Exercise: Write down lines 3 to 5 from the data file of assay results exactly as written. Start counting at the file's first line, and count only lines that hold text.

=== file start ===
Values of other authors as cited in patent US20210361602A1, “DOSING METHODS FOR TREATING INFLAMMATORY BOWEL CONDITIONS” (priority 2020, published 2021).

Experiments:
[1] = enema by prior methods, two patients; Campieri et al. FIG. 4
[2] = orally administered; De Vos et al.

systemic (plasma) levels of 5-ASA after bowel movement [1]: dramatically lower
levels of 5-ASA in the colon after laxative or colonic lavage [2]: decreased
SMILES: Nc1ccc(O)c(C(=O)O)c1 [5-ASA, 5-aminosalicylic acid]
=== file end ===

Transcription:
[1] = enema by prior methods, two patients; Campieri et al. FIG. 4
[2] = orally administered; De Vos et al.

systemic (plasma) levels of 5-ASA after bowel movement [1]: dramatically lower